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Why Alabama Needed a Transfer QB After 3 Straight No. 1 Recruiting Classes

Florida State quarterback Jacob Coker (14) gets off a pass as he is pressured by linebacker Telvin Smith (22) during an afternoon practice at their indoor training facility following their NCAA college football media day on Sunday, Aug. 11, 2013, in Tallahassee, Fla. (AP Photo/Phil Sears)
Phil Sears/Associated Press
Luke BrietzkeContributor IIIFebruary 4, 2014

Alabama football doesn’t name starting quarterbacks.

When Nick Saban finds his starter he hires a CEO of a Fortune 500 company.

That philosophy, above all other reasons, might explain why Saban signed Florida State backup Jacob Coker.

Saban hasn’t made a career by making promises to unproven players.

The odds that Coker chose the Crimson Tide to watch someone else take snaps, however, seems highly unlikely.

At the very least, Coker—due to arrive on campus in May after he graduates from Florida State—seems to be the odds-on favorite to win the starting job this fall.

The pertinent question now revolves around how Alabama and Saban got to this point.

Perhaps an oft-told story about three-year starter AJ McCarron best illustrates Saban’s decision-making process about the quarterback position.

Butch Dill/Associated Press

“AJ was on our team for 11 days, and he thought he should be second team and we played him on third team,” Saban said during SEC media days. “He came fussing and kicking and cussing up to my office after the scrimmage because he was disappointed he didn’t play with the second team.”

Then, Saban said, the Alabama coach delivered his message.

“I said, ‘Well we were only evaluating you on one thing today and that was leadership, and you failed dramatically,’” Saban said.

Strong play doesn’t suffice for Saban.

To win the starting quarterback position, players must exhibit the leadership intangible that made McCarron—as well as Greg McElroy and John Parker Wilson before him—so valuable.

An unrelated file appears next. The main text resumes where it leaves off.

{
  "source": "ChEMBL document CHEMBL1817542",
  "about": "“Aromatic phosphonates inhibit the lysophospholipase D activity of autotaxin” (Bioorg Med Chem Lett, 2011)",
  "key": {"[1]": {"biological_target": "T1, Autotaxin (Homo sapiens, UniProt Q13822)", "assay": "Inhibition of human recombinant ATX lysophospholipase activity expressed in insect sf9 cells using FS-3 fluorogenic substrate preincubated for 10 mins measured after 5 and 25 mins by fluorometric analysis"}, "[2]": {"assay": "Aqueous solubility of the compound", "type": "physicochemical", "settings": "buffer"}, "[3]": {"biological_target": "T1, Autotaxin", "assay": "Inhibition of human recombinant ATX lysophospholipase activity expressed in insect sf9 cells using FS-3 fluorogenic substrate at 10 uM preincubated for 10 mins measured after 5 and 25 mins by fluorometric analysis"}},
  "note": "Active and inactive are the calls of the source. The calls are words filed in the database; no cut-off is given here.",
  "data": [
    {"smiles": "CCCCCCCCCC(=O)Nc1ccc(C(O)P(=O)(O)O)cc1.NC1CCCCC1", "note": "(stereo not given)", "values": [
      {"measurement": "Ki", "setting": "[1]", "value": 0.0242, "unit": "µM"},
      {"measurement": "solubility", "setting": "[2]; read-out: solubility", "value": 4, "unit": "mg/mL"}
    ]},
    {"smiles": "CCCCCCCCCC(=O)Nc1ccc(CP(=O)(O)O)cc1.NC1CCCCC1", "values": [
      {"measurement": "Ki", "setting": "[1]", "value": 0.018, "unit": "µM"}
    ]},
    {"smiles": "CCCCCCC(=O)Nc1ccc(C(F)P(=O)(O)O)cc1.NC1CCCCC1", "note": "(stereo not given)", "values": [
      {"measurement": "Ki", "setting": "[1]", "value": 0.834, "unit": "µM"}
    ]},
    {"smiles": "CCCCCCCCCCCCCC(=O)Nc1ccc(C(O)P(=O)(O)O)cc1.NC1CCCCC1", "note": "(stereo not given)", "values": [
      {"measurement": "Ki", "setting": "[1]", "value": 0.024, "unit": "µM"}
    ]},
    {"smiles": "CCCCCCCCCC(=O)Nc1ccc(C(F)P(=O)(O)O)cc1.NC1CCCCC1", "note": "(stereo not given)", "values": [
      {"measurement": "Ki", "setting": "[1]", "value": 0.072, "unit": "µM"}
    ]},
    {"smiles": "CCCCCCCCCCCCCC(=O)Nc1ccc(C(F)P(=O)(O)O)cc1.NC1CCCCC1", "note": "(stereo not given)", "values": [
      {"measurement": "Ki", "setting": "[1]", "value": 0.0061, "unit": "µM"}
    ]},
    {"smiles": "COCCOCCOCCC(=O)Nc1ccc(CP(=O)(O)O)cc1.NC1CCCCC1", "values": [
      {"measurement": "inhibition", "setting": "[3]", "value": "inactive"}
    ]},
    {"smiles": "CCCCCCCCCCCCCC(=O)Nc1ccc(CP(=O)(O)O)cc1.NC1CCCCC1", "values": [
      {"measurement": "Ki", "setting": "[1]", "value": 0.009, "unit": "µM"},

The philosophy tests through which Saban puts his quarterbacks can’t be easy on the psyches of blue-chip recruits expecting to be the next big thing at Alabama.

Saban’s propensity to stick with one quarterback can’t help build depth at the game’s most important position, either.

When McCarron beat out Phillip Sims, for instance, Sims decided to transfer after he failed to take the position during the spring.

Blake Sims, like Phillip Sims, was a 4-star quarterback from the class of 2010. He decided to hang around and spent last season as McCarron’s backup, though he has never started a game.

Because Coker can’t enroll in school until May, Blake Sims will enter spring practice as the only Alabama quarterback with a college pass to his record.

Convincing quarterbacks to come to school and sit for several years with little chance to unseat the incumbent starter makes recruiting elite talent difficult—even for top-notch coaches like Saban.

Quarterbacks Alabama Signed Since 2010
QuarterbackClassStar-RatingPosition RankCurrent Team
Phillip Sims20104-star4Winston Salem State
Blake Sims20104-star18Alabama
Phillip Ely20113-star18South Florida
Matt Sandlin2011N/AN/AAlabama
Alec Morris20123-star26Alabama
Cooper Bateman20134-star4Alabama
Parker McLeod20133-star39Alabama
David Cornwell20144-star4Alabama
247Sports

The result is simple: Alabama, while landing top-notch recruiting classes, signed one quarterback rated by 247Sports composite rankings with 4 stars or more from 2011 to 2013.

That player, Cooper Bateman, will challenge for the starting spot this spring.

247Sports rated the other three quarterbacks the Crimson Tide signed over that period—Parker McLeod, Alec Morris and Phillip Ely—as 3-star prospects.

Ely transferred to Toledo in May.

Now that McCarron vacates the starting position, Saban’s staff landed another elite signal-caller.

David Cornwell, rated by 247Sports composite rankings as the No. 4 pro-style quarterback, enrolled early to get his shot at the starting position as a true freshman.

Judging by history, Cornwell made a wise move to get a head start considering only three quarterbacks have started at Alabama during Saban’s seven seasons.

Make no mistake: That’s by design.

Just as Fortune 500 companies don’t move hastily on CEOs, Saban doesn’t settle on a starting quarterback easily.

He also doesn’t replace them until graduation—college football’s equivalent of retirement.

Loyalty to those who pass Saban’s myriad tests could explain the program’s sustained success.

It might also be the primary problem Alabama faces in landing top-notch quarterback talent while playing an entrenched veteran.

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